Confidence in institutions

A cohesive society is one where citizens have confidence in national (and sub-national) level institutions and believe that social and economic institutions are not subjected to corruption. Confidence and corruption issues are dimensions that are strongly related to societal trust.

Confidence in the national government is higher in the Asia/Pacific region than among OECD countries (Figure 7.4), and Australians, Japanese, Koreans and New Zealanders have less confidence in their national governments than their Asian/Pacific peers. Confidence in national government seems lowest in Korea, Mongolia and Armenia. In about half of the countries about 70% of the population has confidence in its national government, and this is over 90% of the population in Singapore. On average, confidence in national government is pretty similar for the youth and total population, but young people in Hong Kong, China have far less confidence in their government than older Hong Kong residents.

On average across the Asia/Pacific region, confidence in national government has changed little over the last decade, but there is a large variation in trends across countries (Figure 7.4, right scale). Trust in government declined by about 20 percentage points in Armenia and Hong Kong, China. By contrast, trust in the national government increased among the population of Indonesia, the Philippines and Thailand.

Patterns in trust of financial institutions vary across countries (Figure 7.5). Since 2006/08, trust in financial institutions declined with the unfolding of the financial crisis in most OECD countries, but not in Japan. In most countries in the Asia/Pacific region trust in financial institutions increased, especially in Indonesia and Cambodia.

In richer countries people tend to perceive relatively low levels of corruption in government (Figure 7.6). Communities in Australia, New Zealand, Hong Kong (China) and especially Singapore are perceived to have the lowest levels of corruption, whereas over 80% of people in Kyrgyz Rep. and Indonesia think corruption in government is widespread.

Data and measurement

Data on confidence in institutions is taken from the Gallup World Poll, which is conducted in more than 150 countries around the world, and based on a common questionnaire, as translated into the predominant languages of each country. With few exceptions, all samples are probability based and nationally representative of the resident population aged 15 years and over in the entire country, including rural areas. While this ensures a high degree of comparability across countries, results may be affected by sampling and non-sampling error, and variation in response rates. Hence, results should be interpreted with care. These probability surveys are valid within a statistical margin of error, also called a 95% confidence interval. This means that if the survey is conducted 100 times using the exact same procedures, the margin of error would include the “true value” in 95 out of 100 surveys. Sample sizes vary across countries from 1 000 to 4 000, and as the surveys use a clustered sample design the margin of error varies by question. The margin of error declines with increasing sample size: with a sample size of 1 000, the margin of error at a 95% confidence interval is 0.98/picture or 3%; with a sample size of 4 000, this is 1.5%. To minimise the effect of annual fluctuations in responses related to small sample sizes, results are averaged over a three-year period, or two-year period in case of missing data. If only one observation in a three-year period is available this finding is not reported.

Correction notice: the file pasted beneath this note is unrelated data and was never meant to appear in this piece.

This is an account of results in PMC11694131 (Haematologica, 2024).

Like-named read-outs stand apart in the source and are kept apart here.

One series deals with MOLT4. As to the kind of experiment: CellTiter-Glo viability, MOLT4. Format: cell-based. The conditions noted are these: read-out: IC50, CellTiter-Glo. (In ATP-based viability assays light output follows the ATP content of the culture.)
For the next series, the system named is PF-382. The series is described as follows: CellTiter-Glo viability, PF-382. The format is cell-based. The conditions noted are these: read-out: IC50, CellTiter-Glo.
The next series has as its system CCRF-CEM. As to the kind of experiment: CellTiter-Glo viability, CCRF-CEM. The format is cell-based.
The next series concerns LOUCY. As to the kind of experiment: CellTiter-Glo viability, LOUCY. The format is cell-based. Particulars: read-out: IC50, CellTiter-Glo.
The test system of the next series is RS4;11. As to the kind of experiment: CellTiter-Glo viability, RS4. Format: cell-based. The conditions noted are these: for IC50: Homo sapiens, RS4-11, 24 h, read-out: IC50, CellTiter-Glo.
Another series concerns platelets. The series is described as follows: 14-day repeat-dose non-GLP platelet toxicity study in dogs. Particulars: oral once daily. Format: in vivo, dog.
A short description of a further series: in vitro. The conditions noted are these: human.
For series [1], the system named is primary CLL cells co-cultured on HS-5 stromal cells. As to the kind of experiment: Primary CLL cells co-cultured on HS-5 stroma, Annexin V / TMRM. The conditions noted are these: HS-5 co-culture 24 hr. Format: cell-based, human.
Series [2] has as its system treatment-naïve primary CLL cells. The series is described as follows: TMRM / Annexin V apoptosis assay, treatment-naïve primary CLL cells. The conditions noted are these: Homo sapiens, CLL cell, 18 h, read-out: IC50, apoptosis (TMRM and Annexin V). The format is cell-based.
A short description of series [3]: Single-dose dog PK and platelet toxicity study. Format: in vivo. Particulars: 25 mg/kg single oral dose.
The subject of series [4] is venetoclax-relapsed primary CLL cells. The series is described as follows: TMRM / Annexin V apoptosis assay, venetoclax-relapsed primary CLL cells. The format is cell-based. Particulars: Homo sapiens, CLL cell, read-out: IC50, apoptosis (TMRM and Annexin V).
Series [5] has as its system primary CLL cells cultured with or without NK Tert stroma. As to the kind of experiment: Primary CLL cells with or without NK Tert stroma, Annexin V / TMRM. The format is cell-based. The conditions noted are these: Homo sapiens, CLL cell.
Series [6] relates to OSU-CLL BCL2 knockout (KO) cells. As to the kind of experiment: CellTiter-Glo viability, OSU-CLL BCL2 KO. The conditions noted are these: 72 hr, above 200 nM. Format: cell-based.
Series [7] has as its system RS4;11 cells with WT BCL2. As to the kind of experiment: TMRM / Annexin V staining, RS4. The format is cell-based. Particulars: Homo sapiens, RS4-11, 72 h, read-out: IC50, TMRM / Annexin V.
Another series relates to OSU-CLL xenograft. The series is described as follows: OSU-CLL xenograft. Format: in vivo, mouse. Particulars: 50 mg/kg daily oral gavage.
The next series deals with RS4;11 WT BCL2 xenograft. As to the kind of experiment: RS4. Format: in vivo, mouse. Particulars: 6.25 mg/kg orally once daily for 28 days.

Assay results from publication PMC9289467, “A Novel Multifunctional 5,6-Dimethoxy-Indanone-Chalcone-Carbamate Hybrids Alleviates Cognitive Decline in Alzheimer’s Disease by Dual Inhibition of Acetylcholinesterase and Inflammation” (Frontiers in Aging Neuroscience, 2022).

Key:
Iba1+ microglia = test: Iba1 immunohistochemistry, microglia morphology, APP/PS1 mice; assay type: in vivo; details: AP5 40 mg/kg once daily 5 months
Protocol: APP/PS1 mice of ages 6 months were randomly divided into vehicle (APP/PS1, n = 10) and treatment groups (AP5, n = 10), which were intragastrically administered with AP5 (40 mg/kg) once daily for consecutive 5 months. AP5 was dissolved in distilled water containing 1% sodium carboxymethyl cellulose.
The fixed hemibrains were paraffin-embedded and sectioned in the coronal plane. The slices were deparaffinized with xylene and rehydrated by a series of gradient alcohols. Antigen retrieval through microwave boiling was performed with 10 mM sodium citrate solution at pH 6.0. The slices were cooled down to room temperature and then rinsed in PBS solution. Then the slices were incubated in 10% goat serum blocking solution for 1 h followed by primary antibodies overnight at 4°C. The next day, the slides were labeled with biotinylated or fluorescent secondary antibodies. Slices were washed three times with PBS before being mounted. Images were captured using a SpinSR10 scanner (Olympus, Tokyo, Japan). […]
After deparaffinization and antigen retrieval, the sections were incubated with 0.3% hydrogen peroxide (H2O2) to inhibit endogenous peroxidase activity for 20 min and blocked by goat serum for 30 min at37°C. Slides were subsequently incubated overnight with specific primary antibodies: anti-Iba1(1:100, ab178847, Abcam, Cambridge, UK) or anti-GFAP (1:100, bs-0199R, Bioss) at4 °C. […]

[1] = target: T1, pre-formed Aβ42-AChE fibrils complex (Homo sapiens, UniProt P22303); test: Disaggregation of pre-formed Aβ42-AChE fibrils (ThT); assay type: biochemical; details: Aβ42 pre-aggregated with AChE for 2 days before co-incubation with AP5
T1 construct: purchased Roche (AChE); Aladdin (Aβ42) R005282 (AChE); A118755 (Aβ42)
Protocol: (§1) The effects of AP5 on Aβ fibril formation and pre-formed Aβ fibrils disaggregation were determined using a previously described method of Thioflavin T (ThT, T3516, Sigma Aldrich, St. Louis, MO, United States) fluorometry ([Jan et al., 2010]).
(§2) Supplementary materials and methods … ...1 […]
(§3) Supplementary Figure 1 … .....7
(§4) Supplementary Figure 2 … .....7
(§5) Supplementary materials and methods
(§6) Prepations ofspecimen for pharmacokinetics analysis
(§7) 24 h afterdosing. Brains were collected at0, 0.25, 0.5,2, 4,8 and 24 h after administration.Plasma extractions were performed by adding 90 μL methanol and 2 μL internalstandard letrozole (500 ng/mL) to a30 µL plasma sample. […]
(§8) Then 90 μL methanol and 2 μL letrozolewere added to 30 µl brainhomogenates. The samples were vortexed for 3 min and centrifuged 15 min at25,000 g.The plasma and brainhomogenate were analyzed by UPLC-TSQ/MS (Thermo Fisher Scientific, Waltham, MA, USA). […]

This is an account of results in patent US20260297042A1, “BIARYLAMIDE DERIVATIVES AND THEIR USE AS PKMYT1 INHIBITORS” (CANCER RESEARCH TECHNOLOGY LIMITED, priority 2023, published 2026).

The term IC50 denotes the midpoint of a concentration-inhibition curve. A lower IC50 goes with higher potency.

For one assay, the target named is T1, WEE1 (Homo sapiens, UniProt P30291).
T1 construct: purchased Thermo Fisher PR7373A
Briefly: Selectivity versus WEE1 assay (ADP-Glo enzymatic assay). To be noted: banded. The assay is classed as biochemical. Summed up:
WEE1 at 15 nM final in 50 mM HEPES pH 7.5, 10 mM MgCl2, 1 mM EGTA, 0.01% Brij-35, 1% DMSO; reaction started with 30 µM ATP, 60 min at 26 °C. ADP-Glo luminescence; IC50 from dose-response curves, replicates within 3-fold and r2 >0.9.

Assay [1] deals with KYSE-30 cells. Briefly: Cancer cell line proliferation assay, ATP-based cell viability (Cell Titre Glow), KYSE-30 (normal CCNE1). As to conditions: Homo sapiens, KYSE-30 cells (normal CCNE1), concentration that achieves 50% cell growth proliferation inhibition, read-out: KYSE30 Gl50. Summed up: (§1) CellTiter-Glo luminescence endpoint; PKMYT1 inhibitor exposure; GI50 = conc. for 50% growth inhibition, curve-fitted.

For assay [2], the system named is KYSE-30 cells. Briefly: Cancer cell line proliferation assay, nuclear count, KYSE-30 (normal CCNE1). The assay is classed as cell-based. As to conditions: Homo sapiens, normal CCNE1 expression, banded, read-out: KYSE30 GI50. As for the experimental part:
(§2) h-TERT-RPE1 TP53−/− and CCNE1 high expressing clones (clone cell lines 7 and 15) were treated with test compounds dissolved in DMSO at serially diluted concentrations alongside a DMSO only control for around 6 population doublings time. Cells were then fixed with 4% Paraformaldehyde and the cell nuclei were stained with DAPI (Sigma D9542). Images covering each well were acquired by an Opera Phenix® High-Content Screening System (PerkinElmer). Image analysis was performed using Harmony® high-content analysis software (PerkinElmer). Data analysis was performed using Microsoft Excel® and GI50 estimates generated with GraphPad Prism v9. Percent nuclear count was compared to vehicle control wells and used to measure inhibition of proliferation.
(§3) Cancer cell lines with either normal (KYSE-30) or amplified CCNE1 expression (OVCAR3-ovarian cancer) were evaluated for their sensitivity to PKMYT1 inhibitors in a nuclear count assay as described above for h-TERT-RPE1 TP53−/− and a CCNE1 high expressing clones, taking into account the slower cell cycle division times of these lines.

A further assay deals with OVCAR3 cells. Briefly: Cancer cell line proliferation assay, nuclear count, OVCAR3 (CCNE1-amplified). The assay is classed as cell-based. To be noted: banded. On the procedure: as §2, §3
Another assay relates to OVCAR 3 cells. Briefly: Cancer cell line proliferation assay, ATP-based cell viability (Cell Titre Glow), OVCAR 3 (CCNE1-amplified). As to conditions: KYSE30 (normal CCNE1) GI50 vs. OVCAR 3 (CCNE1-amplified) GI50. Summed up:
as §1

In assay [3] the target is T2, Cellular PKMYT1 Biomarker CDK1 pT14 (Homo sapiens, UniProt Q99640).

Data on national government confidence and financial institutions are based on binary questions: “Do you have confidence in each of the following: In the national government? In financial institutions or banks?”

Data on corruption perception are based on the binary question: “Is corruption widespread throughout the government in this country, or not?”

Figure Note

Figure 7.4. No data available for youth in Australia and Japan.

Figure 7.4. Confidence in national governments is higher in the Asia/Pacific region than in OECD countries
Confidence in national government (%), 2015-17 average
picture

Gallup World Poll (www.gallup.com) and World Bank, World Development Indicators, http://data.worldbank.org/indicator.

 StatLink http://dx.doi.org/10.1787/888933900914

Figure 7.5. Confidence in financial institutions increased in most Asia/Pacific economies
Percentage point change between 2006-08 and 2015-17 averages
picture

Gallup World Poll (www.gallup.com) and World Bank, World Development Indicators, http://data.worldbank.org/indicator.

 StatLink http://dx.doi.org/10.1787/888933900933

Figure 7.6. Corruption is perceived to be lower in richer countries
picture

Gallup World Poll (www.gallup.com) and World Bank, World Development Indicators, http://data.worldbank.org/indicator.

 StatLink http://dx.doi.org/10.1787/888933900952

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